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AD: The Bible Continues
Review of Episode Twelve

By Gary F. Zeolla

This review is continued from AD: The Bible Continues: Review of Episode Eleven. This episode consists of three main storylines: the conversion of Cornelius, tensions between two of the married couples in the miniseries, and the drama surrounding the plan of Caligula to have a statue of himself placed in the Jewish temple.

 

Cornelius: How AD Depicted It

 

Cornelius has left Jerusalem and is now at his home in Caesarea. He is seen kneeling and praying and is in obvious distress over all that he has seen and done throughout this series, starting with him being at the foot of the cross and hearing Jesus say, “Father, forgive them, for they do not know what they are doing” (Luke 23:34a, ALT3), to Joanna saying to him, “I forgive you in the name of Christ,” as he is fastening a leather strap around her neck to strangle her to death. 

An angel appears to Cornelius and tells him to send for a man called Peter, who is Joppa. He sends three men to Joppa. Meanwhile, Peter is on a rooftop and has a vision in which he sees various animals quickly flashing before him, and a voice says to him, “These are called unclean, but do not call unclean what God has cleansed.” And he is told to meet three men waiting for him downstairs. As the vision ends, Mary Magdalene comes up on the rooftop and tells him there are three men waiting for him. Peter chuckles and goes down to meet them. He and Mary then travel to Caesarea and meet with Cornelius, who is in a room alone.

Cornelius tells Peter about his vision, but he wasn't sure what it was. Mary tells him that it was an angel that appeared to him. Cornelius then tells Peter he has done “many terrible things” and that he had a hand in crucifying Jesus. Mary asks Cornelius about Joanna, and he breaks down in tears. Cornelius and Mary then hug and cry together.

After an interlude with another storyline, Peter, Mary, Cornelius, and Cornelius’ wife and children and a couple of unspecified men are now all sitting outside, and Peter tells Cornelius, “I've been commanded to preach His message to the ends of the earth. And now I see that you also might find the salvation that Jesus offers. So if I am to do this, I must welcome you and baptize you.” Just then, Cornelius’ wife stands up and starts speaking in tongues! Cornelius then joins in and the rest of his family, as tongues of fire appear in the room. Mary then joins in with the tongues speaking. Peter is overjoyed. Peter then baptizes Cornelius, then there’s a commercial break.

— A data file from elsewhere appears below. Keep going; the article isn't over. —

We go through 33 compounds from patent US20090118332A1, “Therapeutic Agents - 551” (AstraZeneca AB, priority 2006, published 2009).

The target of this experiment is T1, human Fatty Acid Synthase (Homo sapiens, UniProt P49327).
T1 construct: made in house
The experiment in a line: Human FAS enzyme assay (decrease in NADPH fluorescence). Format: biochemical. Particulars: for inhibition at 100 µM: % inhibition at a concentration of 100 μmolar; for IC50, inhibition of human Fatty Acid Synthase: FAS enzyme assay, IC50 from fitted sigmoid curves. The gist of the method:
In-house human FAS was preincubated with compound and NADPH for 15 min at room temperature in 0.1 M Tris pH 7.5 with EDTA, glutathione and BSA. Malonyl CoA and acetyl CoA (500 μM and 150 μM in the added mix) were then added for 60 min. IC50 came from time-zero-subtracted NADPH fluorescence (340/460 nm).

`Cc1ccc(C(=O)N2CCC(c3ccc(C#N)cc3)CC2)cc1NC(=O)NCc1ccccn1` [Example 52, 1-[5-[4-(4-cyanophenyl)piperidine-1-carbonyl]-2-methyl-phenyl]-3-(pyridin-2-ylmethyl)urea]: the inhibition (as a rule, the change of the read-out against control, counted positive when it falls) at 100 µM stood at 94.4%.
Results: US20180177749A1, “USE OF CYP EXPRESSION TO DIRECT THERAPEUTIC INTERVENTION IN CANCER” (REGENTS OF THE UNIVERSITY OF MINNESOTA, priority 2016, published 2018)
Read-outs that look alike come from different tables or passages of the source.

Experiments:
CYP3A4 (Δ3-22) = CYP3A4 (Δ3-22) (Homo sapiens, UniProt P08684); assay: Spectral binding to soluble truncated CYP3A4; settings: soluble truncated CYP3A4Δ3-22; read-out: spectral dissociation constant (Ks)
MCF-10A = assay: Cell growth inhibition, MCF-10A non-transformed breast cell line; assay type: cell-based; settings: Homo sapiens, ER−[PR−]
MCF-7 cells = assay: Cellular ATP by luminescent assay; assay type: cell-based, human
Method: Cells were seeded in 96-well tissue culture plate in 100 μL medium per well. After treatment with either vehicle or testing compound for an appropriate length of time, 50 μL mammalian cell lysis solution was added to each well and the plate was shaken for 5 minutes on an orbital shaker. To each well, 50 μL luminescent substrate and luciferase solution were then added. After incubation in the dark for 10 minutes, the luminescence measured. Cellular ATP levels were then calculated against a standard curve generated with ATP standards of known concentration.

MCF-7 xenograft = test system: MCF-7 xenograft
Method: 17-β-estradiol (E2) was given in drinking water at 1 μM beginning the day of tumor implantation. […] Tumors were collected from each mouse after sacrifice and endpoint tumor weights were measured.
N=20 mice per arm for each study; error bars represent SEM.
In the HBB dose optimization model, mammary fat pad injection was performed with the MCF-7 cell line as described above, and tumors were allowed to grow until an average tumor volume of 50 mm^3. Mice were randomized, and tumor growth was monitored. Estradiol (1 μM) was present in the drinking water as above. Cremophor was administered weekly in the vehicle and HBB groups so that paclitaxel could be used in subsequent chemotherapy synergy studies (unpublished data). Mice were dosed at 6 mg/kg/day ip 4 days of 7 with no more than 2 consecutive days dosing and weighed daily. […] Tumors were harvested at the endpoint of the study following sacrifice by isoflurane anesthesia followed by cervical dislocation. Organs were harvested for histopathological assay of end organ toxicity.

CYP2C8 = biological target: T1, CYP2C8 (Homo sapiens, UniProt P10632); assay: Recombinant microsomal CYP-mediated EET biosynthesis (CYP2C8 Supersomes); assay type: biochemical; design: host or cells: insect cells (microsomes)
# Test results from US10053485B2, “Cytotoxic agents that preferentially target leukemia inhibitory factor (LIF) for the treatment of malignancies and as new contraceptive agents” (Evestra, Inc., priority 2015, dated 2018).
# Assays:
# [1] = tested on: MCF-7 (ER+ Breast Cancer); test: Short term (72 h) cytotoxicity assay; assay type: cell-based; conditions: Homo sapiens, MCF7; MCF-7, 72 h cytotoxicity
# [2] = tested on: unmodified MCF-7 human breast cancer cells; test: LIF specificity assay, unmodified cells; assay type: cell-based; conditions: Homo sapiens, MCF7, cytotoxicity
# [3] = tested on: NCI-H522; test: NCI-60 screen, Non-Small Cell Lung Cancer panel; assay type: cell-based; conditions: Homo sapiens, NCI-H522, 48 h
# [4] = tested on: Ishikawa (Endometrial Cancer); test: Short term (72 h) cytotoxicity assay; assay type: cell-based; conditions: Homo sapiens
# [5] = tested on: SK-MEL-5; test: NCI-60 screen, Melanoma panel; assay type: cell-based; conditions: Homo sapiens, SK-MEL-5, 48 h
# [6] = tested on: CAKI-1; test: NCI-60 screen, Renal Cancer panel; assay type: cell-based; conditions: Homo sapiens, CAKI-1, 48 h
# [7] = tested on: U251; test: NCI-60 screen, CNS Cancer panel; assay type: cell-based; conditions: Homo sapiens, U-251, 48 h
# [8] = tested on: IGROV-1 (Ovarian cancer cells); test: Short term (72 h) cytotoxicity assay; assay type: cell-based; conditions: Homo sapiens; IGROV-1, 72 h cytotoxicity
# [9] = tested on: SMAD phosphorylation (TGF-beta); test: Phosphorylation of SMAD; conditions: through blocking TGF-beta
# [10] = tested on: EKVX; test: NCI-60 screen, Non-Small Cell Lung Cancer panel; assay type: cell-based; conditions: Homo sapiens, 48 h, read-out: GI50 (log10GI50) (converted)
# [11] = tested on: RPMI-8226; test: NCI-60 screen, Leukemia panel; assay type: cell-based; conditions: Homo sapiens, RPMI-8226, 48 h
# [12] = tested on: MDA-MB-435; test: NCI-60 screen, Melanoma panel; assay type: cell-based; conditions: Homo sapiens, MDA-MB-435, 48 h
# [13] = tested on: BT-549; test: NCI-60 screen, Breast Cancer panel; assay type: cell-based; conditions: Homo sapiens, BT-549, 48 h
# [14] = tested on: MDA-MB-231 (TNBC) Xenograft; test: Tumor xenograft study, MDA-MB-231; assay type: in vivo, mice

After the commercial break and another interlude, they are all sitting and talking, while Mary is playing with one of the kids. Everyone is smiles, and Cornelius says he wants Peter and Mary to stay with him for a few days, to which they are agreeable.

But just then there is a knock on the door, and a Roman soldier enters. He tells Cornelius he is needed in Jerusalem, as Caligula’s statue has arrived. After the soldier leaves, Mary tells Cornelius he cannot do it, as he has been baptized in the name of Jesus. But Cornelius says he is a Roman and must do his duty. Mary asks what he is going to do. After some thought, he says he will pray that the Holy Spirit guides him. Cornelius then figures prominently in the rest of this episode, as he has in every episode throughout this miniseries. Peter tells Mary they must also return to Jerusalem.

That is the end of this scene, and it was very touching and inspirational. But did the conversion of Cornelius actually happen that way?

 

Cornelius: What Really Happened

 

The narrative about Cornelius in the Books of Acts occupies the entire tenth chapter, 48 verses. It is thus too long to quote in full, but I will quote or summarize the most relevant parts. (all quotes from Acts 10 and from my ALT3). 

        1Now [there] was a certain man in Caesarea, by name Cornelius, a centurion of a garrison [of soldiers], the one being called Italian [fig., a captain of the Italian Regiment], 2godly [or, devout] and fearing God [i.e., a worshipper of the one true God, but not a full convert to Judaism, also called “God-worshiping”] together with all his house, and doing [or, giving] many charitable gifts to the people and imploring God through all [fig. continually].

Notice how “Acts Cornelius” is described, and compare this to “AD Cornelius.” There is no hint that Acts Cornelius had any knowledge of Jesus or of the Nazarene movement before this, while AD Cornelius has been intimately involved with both in the whole miniseries. Acts Cornelius is a believer in the one true God and is a charitable and godly person, which AD Cornelius is not. AD Cornelius is instead a faithful soldier carrying out murderous orders who was having his heart softened by his contact with Jesus and His followers.

For the most part, AD accurately depicted Cornelius’ vision of an angel and him sending three men to Peter, but Acts Cornelius didn’t need Mary to explain to him what he had seen. AD also very much truncated Peter’s vision. It actually consisted of seeing the animals much more clearly and being lowered in a great sheet three times. Then the Holy Spirit tells him there are three men waiting for him, and he thus goes to meet them without Mary or anyone else repeating this.

But what is most interesting is how these three men describe Cornelius in the Book of Acts, “Then they said, ‘Cornelius, a centurion, a righteous man and fearing God, and well-spoken of by [the] whole nation of the Jews’” (verse 22). AD Cornelius most certainly was not “well-spoken of by [the] whole nation of the Jews” given that he carried out some rather gruesome orders of Pilate against the Jews.